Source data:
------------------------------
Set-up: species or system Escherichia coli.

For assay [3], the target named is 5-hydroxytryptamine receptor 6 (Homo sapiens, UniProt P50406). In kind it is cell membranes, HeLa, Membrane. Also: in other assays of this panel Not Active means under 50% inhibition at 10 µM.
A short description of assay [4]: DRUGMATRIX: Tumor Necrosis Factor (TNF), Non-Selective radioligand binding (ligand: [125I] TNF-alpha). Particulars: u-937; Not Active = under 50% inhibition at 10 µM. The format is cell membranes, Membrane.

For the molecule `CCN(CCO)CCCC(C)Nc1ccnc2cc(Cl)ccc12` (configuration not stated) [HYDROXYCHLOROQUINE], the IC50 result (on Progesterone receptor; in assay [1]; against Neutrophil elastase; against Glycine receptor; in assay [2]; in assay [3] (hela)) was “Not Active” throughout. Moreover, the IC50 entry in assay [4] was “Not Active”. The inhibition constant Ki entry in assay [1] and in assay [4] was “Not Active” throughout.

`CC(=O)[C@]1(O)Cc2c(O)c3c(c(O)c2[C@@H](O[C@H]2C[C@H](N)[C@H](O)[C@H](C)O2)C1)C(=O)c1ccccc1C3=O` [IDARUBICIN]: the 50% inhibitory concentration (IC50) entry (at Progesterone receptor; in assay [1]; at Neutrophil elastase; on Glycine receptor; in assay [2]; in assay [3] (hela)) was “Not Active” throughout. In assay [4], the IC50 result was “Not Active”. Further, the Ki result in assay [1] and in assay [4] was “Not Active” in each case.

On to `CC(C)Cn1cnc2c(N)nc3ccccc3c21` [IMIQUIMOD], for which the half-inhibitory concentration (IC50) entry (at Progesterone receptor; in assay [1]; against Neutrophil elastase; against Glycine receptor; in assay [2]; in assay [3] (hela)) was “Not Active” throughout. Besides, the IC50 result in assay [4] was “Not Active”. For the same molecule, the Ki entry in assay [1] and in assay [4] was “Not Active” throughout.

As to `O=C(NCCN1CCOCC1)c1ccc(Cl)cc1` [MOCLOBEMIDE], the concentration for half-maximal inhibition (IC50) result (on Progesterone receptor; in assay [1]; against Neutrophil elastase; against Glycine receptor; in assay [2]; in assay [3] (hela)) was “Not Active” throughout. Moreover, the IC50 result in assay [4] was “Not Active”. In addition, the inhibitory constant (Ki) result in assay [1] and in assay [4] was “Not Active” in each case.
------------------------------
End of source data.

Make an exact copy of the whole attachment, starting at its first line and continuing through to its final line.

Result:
Set-up: species or system Escherichia coli.

For assay [3], the target named is 5-hydroxytryptamine receptor 6 (Homo sapiens, UniProt P50406). In kind it is cell membranes, HeLa, Membrane. Also: in other assays of this panel Not Active means under 50% inhibition at 10 µM.
A short description of assay [4]: DRUGMATRIX: Tumor Necrosis Factor (TNF), Non-Selective radioligand binding (ligand: [125I] TNF-alpha). Particulars: u-937; Not Active = under 50% inhibition at 10 µM. The format is cell membranes, Membrane.

For the molecule `CCN(CCO)CCCC(C)Nc1ccnc2cc(Cl)ccc12` (configuration not stated) [HYDROXYCHLOROQUINE], the IC50 result (on Progesterone receptor; in assay [1]; against Neutrophil elastase; against Glycine receptor; in assay [2]; in assay [3] (hela)) was “Not Active” throughout. Moreover, the IC50 entry in assay [4] was “Not Active”. The inhibition constant Ki entry in assay [1] and in assay [4] was “Not Active” throughout.

`CC(=O)[C@]1(O)Cc2c(O)c3c(c(O)c2[C@@H](O[C@H]2C[C@H](N)[C@H](O)[C@H](C)O2)C1)C(=O)c1ccccc1C3=O` [IDARUBICIN]: the 50% inhibitory concentration (IC50) entry (at Progesterone receptor; in assay [1]; at Neutrophil elastase; on Glycine receptor; in assay [2]; in assay [3] (hela)) was “Not Active” throughout. In assay [4], the IC50 result was “Not Active”. Further, the Ki result in assay [1] and in assay [4] was “Not Active” in each case.

On to `CC(C)Cn1cnc2c(N)nc3ccccc3c21` [IMIQUIMOD], for which the half-inhibitory concentration (IC50) entry (at Progesterone receptor; in assay [1]; against Neutrophil elastase; against Glycine receptor; in assay [2]; in assay [3] (hela)) was “Not Active” throughout. Besides, the IC50 result in assay [4] was “Not Active”. For the same molecule, the Ki entry in assay [1] and in assay [4] was “Not Active” throughout.

As to `O=C(NCCN1CCOCC1)c1ccc(Cl)cc1` [MOCLOBEMIDE], the concentration for half-maximal inhibition (IC50) result (on Progesterone receptor; in assay [1]; against Neutrophil elastase; against Glycine receptor; in assay [2]; in assay [3] (hela)) was “Not Active” throughout. Moreover, the IC50 result in assay [4] was “Not Active”. In addition, the inhibitory constant (Ki) result in assay [1] and in assay [4] was “Not Active” in each case.